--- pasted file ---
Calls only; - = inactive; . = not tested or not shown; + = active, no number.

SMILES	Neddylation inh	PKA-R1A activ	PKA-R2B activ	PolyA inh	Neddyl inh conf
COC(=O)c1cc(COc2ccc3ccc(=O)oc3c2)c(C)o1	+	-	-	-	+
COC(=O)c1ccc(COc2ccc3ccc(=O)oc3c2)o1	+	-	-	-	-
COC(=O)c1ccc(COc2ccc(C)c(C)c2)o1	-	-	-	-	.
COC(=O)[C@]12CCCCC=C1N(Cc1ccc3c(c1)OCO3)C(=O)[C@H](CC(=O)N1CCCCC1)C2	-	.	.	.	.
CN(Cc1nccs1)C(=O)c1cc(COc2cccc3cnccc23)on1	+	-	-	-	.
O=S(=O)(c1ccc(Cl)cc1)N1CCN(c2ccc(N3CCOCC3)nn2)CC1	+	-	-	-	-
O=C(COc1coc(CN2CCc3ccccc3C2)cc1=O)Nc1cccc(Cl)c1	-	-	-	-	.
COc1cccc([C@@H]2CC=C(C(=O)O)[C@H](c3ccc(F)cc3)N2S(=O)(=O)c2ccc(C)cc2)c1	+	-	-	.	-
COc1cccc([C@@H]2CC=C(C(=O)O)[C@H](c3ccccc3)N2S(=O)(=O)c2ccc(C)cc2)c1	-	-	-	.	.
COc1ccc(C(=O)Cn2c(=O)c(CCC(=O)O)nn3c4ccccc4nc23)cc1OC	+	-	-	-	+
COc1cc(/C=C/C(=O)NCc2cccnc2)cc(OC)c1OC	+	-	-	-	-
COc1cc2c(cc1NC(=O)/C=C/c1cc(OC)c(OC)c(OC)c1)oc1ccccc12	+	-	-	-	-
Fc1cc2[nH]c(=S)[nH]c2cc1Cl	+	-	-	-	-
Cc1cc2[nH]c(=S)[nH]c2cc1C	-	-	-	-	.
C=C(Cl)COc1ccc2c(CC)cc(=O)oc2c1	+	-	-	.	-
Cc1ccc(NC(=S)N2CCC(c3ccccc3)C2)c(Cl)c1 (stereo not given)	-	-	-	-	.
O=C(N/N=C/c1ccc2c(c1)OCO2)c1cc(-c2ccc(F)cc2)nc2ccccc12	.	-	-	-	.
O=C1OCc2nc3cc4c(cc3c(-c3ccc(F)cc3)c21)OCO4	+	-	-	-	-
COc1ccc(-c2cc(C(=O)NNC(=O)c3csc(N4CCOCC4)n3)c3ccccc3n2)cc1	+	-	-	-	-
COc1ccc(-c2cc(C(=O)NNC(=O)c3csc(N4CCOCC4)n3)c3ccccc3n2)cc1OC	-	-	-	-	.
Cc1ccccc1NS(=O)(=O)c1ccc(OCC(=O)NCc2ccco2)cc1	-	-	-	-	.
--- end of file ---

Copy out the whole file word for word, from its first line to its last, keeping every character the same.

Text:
Calls only; - = inactive; . = not tested or not shown; + = active, no number.

SMILES	Neddylation inh	PKA-R1A activ	PKA-R2B activ	PolyA inh	Neddyl inh conf
COC(=O)c1cc(COc2ccc3ccc(=O)oc3c2)c(C)o1	+	-	-	-	+
COC(=O)c1ccc(COc2ccc3ccc(=O)oc3c2)o1	+	-	-	-	-
COC(=O)c1ccc(COc2ccc(C)c(C)c2)o1	-	-	-	-	.
COC(=O)[C@]12CCCCC=C1N(Cc1ccc3c(c1)OCO3)C(=O)[C@H](CC(=O)N1CCCCC1)C2	-	.	.	.	.
CN(Cc1nccs1)C(=O)c1cc(COc2cccc3cnccc23)on1	+	-	-	-	.
O=S(=O)(c1ccc(Cl)cc1)N1CCN(c2ccc(N3CCOCC3)nn2)CC1	+	-	-	-	-
O=C(COc1coc(CN2CCc3ccccc3C2)cc1=O)Nc1cccc(Cl)c1	-	-	-	-	.
COc1cccc([C@@H]2CC=C(C(=O)O)[C@H](c3ccc(F)cc3)N2S(=O)(=O)c2ccc(C)cc2)c1	+	-	-	.	-
COc1cccc([C@@H]2CC=C(C(=O)O)[C@H](c3ccccc3)N2S(=O)(=O)c2ccc(C)cc2)c1	-	-	-	.	.
COc1ccc(C(=O)Cn2c(=O)c(CCC(=O)O)nn3c4ccccc4nc23)cc1OC	+	-	-	-	+
COc1cc(/C=C/C(=O)NCc2cccnc2)cc(OC)c1OC	+	-	-	-	-
COc1cc2c(cc1NC(=O)/C=C/c1cc(OC)c(OC)c(OC)c1)oc1ccccc12	+	-	-	-	-
Fc1cc2[nH]c(=S)[nH]c2cc1Cl	+	-	-	-	-
Cc1cc2[nH]c(=S)[nH]c2cc1C	-	-	-	-	.
C=C(Cl)COc1ccc2c(CC)cc(=O)oc2c1	+	-	-	.	-
Cc1ccc(NC(=S)N2CCC(c3ccccc3)C2)c(Cl)c1 (stereo not given)	-	-	-	-	.
O=C(N/N=C/c1ccc2c(c1)OCO2)c1cc(-c2ccc(F)cc2)nc2ccccc12	.	-	-	-	.
O=C1OCc2nc3cc4c(cc3c(-c3ccc(F)cc3)c21)OCO4	+	-	-	-	-
COc1ccc(-c2cc(C(=O)NNC(=O)c3csc(N4CCOCC4)n3)c3ccccc3n2)cc1	+	-	-	-	-
COc1ccc(-c2cc(C(=O)NNC(=O)c3csc(N4CCOCC4)n3)c3ccccc3n2)cc1OC	-	-	-	-	.
Cc1ccccc1NS(=O)(=O)c1ccc(OCC(=O)NCc2ccco2)cc1	-	-	-	-	.